HTML5 mark-up for blog posts

Writing about HTML5 while it is still in a state of flux is like standing upright on a water bed while shooting a carnival rifle at a moving row of ducks. What I’m about to tell you is based on the HTML 5 working draft dated 4 March 2010.

In HTML5 terms, the <article> element is considered sectioning content, as is the <section> element. Authors are encouraged to use the article element instead of the section element when it would make sense to syndicate the contents of the element. A blog post, therefore, makes the most semantic sense to me when it is marked up as an <article> element. It can be syndicated as a unit.

An <article> element can include a <header> element, which could contain  <h1> through <h6> elements marking up things like the article title, author’s name, publication dates, and other material that makes sense. Within a <header> element, you can nest an optional <hgroup> element, which is header group, or a related group of elements within a <header>. In HTML5, each <article> can have its own <header>.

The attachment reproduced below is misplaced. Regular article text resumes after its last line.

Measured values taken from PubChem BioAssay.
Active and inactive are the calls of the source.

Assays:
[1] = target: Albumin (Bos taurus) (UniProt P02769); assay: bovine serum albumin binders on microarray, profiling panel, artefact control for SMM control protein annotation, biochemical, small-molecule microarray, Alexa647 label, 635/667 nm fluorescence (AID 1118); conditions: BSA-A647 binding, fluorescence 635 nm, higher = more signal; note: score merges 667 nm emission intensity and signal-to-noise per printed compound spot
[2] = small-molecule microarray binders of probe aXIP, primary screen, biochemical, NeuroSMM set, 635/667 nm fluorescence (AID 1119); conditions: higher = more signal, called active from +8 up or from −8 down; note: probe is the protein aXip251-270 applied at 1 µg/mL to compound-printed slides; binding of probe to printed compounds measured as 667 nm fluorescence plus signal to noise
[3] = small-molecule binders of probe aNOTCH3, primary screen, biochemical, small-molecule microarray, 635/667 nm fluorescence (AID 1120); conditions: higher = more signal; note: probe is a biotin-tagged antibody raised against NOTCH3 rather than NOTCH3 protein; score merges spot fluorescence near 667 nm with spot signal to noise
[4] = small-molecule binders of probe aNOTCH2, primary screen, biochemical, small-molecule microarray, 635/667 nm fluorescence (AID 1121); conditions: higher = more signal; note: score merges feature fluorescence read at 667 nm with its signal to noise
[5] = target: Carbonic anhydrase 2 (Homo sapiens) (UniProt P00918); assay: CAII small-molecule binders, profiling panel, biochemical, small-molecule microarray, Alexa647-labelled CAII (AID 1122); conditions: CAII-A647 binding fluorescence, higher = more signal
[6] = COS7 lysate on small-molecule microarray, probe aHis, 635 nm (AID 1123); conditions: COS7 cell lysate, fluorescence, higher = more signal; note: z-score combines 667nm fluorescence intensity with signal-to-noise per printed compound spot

An <article> element can include a <footer> element. The <footer> could contain links to comments, various permalinks, options to share the post on Twitter or Facebook or StumbleUpon, an hCard, or other material relevant to the article content. In HTML5, each <article> can have its own <footer>.

Based on that background information, here’s sample markup for one way to format a blog post with HTML5. I suggest a few ways to add content, but there are many more ways to deal with this. For example, you might want the pubdate in the footer.

<article>
<header>
<a href="#" rel="bookmark" title="post title"><h1>Article title</h1></a>
<h2>Author's name</h2>
<p>Published <time pubdate datetime="2010-03-26T18:26-07:00"></time>.</p>
</header>
<p>A lot of great article content.</p>
<footer>
Footer info here: comment links, whatever.
</footer>
</article>

Written by

Barry Smith